Writer Reveals How Penn State Story Reawakened His Own Frightening Experience from Age 12
I was 12 years old, and I worked at a newsstand in a northern suburb that summer. He was an older Indian man with bad skin and a wispy combover. He creeped me out, but I was smart, I thought. I wouldn’t let anything weird happen.
Then he came from around the corner and approached me. He started talking to me, asking me my name, what I liked to do. He bought a newspaper and tipped me a few bucks. Then he asked me if I wanted to earn some money. Oh, and he’d give me some pot. I said OK — I knew it was weird, but I thought I was worldly enough to handle whatever he did. I was 12, after all.
This long-ignored memory is what I started thinking about recently, with the Penn State insanity dominating the news. The awfulness happening — rather, that happened for decades — in Happy Valley brought back that one day in a horrible room in a transient hotel.
And I’m sure I’m not the only one. I’m sure there are thousands (millions?) of people like me, who have recently had some bad experience come to the surface, unwanted. And now it won’t go away. I’ve spent 30 years trying to forget that day, but reading about Jerry Sandusky raping a likely 10-year-old boy in the shower took me back to that sweltering day.
After I finished my shift at the newsstand, I followed this man to his creepy apartment just down the block. Thankfully, my friends were waiting for me in the alley outside. (They couldn’t wait to get their hands on this pot.) The shades were drawn, but it was late afternoon so it was still somewhat light in the room. He asked me to sit in a chair and he set up a tripod in front of me. He grinned a lot, touched his forehead. He took picture after picture, asking me to smile more.
Then he asked me to open my legs wider. I realized that he was shooting the area between my shorts and my leg. I got nervous. I realized I wasn’t in control of the situation. This was getting bad. Then he said he wanted to take pictures from a different angle. He asked me to lay down on the couch that had been opened up into a bed. The sheets were yellowed and musty.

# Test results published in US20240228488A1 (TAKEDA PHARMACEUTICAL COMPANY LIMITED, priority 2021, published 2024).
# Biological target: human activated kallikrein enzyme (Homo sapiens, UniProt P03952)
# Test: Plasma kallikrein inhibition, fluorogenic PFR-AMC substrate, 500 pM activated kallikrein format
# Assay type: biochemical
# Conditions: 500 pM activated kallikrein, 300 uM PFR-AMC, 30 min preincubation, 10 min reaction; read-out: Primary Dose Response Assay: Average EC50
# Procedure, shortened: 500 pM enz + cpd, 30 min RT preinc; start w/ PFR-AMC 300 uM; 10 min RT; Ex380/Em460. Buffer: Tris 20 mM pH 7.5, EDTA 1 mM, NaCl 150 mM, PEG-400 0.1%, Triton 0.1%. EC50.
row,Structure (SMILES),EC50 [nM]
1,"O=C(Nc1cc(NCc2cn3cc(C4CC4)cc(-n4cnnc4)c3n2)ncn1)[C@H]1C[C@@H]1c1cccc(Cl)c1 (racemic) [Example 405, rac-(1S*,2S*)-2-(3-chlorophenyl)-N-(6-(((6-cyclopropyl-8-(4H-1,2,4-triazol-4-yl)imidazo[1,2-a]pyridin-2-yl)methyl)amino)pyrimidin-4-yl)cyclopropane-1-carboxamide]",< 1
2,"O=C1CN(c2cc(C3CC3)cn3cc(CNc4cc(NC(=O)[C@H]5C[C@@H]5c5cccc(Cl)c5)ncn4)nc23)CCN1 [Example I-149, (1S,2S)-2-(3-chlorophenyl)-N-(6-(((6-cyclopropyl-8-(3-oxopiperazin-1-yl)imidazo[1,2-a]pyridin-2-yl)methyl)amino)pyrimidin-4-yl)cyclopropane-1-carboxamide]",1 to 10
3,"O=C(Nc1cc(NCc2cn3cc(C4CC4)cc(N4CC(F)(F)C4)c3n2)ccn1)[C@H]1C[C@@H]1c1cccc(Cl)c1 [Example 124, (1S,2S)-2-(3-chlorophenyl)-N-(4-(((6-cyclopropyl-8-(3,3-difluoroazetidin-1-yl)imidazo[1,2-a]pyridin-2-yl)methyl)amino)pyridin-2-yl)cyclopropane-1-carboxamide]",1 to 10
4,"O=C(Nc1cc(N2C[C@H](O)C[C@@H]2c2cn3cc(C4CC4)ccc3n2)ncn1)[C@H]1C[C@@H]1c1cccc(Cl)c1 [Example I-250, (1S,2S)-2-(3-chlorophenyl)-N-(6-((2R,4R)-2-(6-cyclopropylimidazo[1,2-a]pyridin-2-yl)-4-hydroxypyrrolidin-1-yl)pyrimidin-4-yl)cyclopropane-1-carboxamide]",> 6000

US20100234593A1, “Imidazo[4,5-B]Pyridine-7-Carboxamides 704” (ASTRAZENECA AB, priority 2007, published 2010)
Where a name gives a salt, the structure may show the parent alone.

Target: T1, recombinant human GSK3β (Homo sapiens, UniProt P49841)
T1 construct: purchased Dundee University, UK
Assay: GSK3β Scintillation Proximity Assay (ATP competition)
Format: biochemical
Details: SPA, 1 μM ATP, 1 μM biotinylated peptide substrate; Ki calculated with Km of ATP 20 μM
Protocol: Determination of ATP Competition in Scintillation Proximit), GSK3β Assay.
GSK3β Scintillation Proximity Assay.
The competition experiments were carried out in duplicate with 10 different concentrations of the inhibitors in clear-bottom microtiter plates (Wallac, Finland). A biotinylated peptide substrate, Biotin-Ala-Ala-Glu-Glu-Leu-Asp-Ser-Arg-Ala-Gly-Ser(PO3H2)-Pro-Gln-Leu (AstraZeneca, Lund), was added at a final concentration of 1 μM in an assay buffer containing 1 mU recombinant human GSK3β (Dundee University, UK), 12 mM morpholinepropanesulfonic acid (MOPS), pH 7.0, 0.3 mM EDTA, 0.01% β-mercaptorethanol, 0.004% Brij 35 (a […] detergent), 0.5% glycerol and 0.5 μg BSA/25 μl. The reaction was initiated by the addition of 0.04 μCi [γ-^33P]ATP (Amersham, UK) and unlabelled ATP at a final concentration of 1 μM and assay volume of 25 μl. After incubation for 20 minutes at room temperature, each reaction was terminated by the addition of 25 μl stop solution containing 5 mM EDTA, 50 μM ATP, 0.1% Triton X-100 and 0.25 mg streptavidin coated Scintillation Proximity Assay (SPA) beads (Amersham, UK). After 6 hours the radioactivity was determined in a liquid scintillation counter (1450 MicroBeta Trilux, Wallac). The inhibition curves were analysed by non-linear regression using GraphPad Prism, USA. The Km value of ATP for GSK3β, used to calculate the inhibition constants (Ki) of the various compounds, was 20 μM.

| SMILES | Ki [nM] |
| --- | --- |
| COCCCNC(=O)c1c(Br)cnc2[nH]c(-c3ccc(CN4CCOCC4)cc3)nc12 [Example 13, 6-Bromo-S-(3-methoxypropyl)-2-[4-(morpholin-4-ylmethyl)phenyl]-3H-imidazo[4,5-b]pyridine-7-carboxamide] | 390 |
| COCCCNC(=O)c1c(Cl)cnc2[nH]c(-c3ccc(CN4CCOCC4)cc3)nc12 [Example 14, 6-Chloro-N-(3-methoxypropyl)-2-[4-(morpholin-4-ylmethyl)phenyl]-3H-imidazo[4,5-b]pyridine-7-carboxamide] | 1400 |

I was numb, realizing something fucked-up was happening. But I was 12. This couldn’t get too weird, right? I laid down on the bed, and he took more pictures. Then he said he wanted to show me a wrestling move. He laid down on the bed, lower, and put his head between my thighs.
“Tighten your legs,” he said. So I did. “Put your hands on my head,” he said. So I did. And I felt him kind of… rooting around, digging his face in the area under my balls. I was mortified, frozen. I had no idea what to do. The room was completely silent except for his raspy breathing. And there was a moment or two where it actually felt good, and I thought, “Oh my god, am I gay?”
Somehow, somefuckinghow, it ended there. Somehow, I got out of there. No clothes came off, there was no penetration. And true to his word, he gave me $15 and some pot. I got out of there and ran down the stairs, and found my friends. I showed them the three joints in a wrinkled envelope, and they were elated. I didn’t tell them what had happened in the room.
The man came back around the newsstand a few times, and I told the cashier inside to call the cops if they saw him. Eventually, he never came back.
I almost never think about that day. But when I do, I want to tell my 12-year-old self don’t fucking go to this apartment. But I did. And so I want to tell myself it’s OK, you didn’t do anything wrong. You trusted someone you didn’t know, and that can be a mistake. But I know I’m lucky. I got out of the room safely. The boy in the shower at Penn State didn’t get away. And that breaks my heart.
And now it’s getting really ugly at Penn State. People are getting fired. Everyone is talking about the school and how fucked-up it is. Penn State likely going to end up losing hundreds of millions of dollars in lawsuits. It’s going to devastate that school. But I feel no sympathy.
At least Jerry Sandsky was discovered. At least there will be some semblance of justice here. But often, that type of evil doesn’t get found out. There is no catharsis. There is no relief. It just appears, and then it fades away into darkness, leaving tears and memories you simply can’t shake.
The author of this post is a Chicago-based writer who has asked to remain anonymous.
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